In late March 2009, two kids living more than 100 miles apart in Southern California came down with the flu. By mid-April, their illnesses had been diagnosed as being caused by a new strain of H1N1 influenza, aka swine flu. Flu outbreaks that had started a few weeks earlier in Mexico were soon ascribed to the new H1N1 as well. On April 25, with cases confirmed or suspected in 19 Mexican states and five U.S. ones, the World Health Organization declared the disease’s spread a “Public Health Emergency of International Concern.”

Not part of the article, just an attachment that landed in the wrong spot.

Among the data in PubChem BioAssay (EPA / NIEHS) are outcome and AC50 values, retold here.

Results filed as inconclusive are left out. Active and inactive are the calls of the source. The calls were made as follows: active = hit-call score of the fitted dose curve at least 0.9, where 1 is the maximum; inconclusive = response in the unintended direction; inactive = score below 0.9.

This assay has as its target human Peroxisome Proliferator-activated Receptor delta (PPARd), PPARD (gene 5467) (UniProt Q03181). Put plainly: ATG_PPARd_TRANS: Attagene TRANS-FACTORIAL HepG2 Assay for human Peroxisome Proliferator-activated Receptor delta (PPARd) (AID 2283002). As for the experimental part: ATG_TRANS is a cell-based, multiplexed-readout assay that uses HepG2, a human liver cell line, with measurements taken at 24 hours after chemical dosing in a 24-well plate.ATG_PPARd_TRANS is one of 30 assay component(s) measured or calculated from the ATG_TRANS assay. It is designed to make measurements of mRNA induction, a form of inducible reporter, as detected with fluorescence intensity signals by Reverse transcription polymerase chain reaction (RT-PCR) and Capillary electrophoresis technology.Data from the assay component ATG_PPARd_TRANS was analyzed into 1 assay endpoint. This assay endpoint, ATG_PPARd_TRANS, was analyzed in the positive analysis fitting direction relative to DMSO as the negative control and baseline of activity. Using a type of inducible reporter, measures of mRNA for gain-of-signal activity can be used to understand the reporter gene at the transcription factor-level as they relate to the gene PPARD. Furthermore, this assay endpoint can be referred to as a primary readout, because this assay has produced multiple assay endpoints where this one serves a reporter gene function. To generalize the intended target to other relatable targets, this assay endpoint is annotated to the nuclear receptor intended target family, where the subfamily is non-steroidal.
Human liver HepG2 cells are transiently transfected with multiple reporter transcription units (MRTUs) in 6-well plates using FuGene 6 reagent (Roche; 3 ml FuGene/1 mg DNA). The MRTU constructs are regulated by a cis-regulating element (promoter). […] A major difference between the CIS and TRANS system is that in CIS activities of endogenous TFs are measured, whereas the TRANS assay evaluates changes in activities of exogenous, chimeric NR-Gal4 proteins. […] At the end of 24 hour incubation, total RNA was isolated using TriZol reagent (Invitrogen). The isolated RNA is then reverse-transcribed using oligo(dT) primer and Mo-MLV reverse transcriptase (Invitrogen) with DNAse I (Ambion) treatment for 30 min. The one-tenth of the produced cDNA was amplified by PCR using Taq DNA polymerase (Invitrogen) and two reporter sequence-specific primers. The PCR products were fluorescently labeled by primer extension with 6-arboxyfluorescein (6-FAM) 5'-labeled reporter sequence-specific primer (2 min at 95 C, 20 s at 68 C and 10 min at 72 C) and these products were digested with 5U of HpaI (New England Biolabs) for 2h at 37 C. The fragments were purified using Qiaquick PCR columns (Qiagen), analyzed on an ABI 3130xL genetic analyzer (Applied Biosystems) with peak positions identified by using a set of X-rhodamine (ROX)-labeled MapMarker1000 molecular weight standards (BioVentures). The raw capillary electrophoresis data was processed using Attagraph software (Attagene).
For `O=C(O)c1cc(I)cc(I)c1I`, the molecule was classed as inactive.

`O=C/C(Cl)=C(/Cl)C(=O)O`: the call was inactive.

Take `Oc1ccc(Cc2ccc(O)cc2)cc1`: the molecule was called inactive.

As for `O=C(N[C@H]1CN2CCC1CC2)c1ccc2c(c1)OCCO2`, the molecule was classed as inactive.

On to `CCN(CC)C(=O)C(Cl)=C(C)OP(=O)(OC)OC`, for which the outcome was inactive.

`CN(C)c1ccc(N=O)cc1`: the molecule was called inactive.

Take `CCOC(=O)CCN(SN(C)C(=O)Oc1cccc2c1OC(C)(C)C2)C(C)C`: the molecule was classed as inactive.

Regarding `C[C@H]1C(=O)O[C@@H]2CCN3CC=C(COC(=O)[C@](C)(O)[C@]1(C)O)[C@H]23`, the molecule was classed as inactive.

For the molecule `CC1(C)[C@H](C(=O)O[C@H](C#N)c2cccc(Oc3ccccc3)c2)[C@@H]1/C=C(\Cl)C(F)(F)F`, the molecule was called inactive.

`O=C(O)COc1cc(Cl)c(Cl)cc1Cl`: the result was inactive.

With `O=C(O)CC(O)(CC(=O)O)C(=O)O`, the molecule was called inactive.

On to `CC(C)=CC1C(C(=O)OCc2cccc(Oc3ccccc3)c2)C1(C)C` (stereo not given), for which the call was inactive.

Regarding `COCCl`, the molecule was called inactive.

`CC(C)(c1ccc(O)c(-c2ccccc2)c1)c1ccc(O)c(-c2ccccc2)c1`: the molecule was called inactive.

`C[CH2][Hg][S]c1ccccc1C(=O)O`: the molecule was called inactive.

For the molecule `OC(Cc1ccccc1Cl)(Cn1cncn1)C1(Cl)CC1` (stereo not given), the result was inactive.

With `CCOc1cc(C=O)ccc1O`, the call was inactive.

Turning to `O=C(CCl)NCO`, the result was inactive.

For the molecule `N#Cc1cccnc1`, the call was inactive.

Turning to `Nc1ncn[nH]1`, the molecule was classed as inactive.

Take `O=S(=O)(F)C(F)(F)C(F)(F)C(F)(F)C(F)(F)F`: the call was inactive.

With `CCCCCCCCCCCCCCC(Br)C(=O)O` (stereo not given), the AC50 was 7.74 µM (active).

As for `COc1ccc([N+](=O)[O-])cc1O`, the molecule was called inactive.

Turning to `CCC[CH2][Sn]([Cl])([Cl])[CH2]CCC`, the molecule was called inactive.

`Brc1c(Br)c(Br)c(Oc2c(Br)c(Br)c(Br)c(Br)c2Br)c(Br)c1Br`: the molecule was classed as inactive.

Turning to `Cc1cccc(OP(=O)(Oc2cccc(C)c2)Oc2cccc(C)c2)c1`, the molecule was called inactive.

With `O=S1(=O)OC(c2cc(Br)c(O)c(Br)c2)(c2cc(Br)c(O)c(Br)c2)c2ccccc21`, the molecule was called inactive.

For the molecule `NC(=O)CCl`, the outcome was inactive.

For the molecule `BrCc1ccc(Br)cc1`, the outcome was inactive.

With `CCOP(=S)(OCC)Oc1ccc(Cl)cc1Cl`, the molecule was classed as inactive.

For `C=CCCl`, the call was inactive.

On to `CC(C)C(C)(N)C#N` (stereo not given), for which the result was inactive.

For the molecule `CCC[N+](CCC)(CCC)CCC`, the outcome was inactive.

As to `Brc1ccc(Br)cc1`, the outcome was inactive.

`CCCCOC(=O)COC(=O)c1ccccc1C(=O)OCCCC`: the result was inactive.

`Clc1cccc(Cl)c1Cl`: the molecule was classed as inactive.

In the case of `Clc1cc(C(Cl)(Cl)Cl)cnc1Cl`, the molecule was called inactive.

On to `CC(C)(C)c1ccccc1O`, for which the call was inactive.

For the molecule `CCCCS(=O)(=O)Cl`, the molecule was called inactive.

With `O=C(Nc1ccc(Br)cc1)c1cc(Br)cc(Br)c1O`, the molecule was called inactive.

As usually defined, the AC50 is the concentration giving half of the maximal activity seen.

Swine flu has a history that makes health authorities pay special heed. In 1918, a variant of H1N1 influenza caused a global pandemic that is estimated to have killed as many as 50 million people, or 2.7% of the world’s population. After tests found H1N1 in two soldiers during a flu outbreak at the Fort Dix army base in New Jersey in 1976, the U.S. government jumped into action, with President Gerald Ford announcing a plan to vaccinate “every man, woman, and child in the United States.” That turned into something of a debacle, though, as the virus didn’t seem to spread beyond Fort Dix and the hastily assembled vaccine killed about 30 people.